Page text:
Q&A: Real-World Security Decisions
How do you secure an environment in which risky behavior is business as usual?
Security administrators are constantly battling vulnerabilities from the outside. At many organizations, Internet access may be limited (IM may be blocked, for example), but at others, unfettered access is needed so employees can do their job. One such case is Direct Agents; the company’s employees need to monitor their clients’ ad campaigns, and that means having unrestricted access, and employees must visit potentially dangerous sites. When risky behavior is business as usual, how does the company protect itself? To learn how Direct Agents one organization faces security vulnerabilities every day, and the what choices it has made to protect its users, we turned to Josh Boaz, managing director at Direct Agents.
Enterprise Systems: Tell me about Direct Agents -- what do you do for your clients and who some of your clients are.
Josh Boaz: Direct Agents is a full service, performance-based interactive advertising agency. We provide brand advertisers with customized online advertising campaigns that help advertisers achieve quality and measurable results. We handle all different aspects of the campaign from strategizing, to creative design, to positioning and purchasing online media, to tracking and analyzing all online campaigns. Among our clients are several Fortune 1000 companies including AccuQuote, Scholastic, and Disney.
Why do Direct Agents' employees have to expose themselves to Web sites and e-mail messages that other companies would typically avoid due to security concerns?
As an advertising agency that handles interactive marketing such as search engine links and e-mail campaigns, Direct Agents employees spend their days visiting Web sites, clicking on links, and opening e-mail messages that many IT managers would want users to avoid. Our employees need to view all different types of Internet ads and e-mail messages as they create and manage online marketing campaigns for clients. To make sure that employees receive all client materials, many employees have to temporarily turn off their spam filters, greatly increasing the exposure of their computers and our entire network to malware.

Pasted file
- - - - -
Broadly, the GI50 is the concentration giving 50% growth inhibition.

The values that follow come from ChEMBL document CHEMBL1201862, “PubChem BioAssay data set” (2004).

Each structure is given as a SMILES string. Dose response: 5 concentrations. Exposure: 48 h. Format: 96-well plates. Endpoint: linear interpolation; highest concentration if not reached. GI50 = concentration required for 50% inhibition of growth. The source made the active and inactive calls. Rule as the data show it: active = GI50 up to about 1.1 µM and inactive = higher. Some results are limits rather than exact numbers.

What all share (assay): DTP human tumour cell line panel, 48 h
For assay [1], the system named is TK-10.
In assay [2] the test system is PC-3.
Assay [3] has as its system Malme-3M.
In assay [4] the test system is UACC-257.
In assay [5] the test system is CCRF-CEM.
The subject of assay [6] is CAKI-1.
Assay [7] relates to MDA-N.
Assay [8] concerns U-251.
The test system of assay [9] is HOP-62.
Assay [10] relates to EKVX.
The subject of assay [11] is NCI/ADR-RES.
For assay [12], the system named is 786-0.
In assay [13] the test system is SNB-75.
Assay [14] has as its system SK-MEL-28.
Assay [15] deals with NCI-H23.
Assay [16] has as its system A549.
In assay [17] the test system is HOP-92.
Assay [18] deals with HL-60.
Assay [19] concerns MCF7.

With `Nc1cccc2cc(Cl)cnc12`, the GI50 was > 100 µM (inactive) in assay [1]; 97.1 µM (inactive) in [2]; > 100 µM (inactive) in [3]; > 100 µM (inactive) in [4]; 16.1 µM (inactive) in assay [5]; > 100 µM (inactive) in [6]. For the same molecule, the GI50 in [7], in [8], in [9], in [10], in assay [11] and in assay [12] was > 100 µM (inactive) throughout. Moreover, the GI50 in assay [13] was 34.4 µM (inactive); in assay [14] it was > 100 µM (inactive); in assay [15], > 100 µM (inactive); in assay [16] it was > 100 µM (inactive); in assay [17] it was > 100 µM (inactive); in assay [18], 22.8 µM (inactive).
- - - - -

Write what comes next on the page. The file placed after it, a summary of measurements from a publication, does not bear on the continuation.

What sort of confidential/sensitive information do your employees need to have access to that cannot fall into the wrong hands?
Although Direct Agents does not collect personal identifiable information about consumers, we do track campaigns to see how well they perform and what types of leads our clients receive. This information could include the number of clicks an ad receives, the number of people who fill out a form, the geography of the person responding, and the time of day they completed the action. In addition, some of our employees have access to client billing and bank information.
How have security threats and attacks changed over the past five years -- do you see more variety, more frequency, greater damage from the threats?
Security threats have become more cutting edge as technology progresses. We now have to worry about security threats coming from a greater variety of channels like e-mail, software, and files. We are also experiencing more advanced threats
Although information protection has never been more important to us, it has also never been more challenging. We have more information to protect at more points against more threats than ever before. The viruses, worms, and other types of malicious code are not the only threats. We’re also at risk from botnets, phishing attacks, and spam, and these threats carry a greater danger as a result of increased containment and removal time.
The attackers' motivations have changed. Their primary goal used to be achieving the public notoriety of successfully hacking into a company’s network. Now, however, they’re motivated by the theft of confidential information, and their tactics are much more targeted and difficult to detect.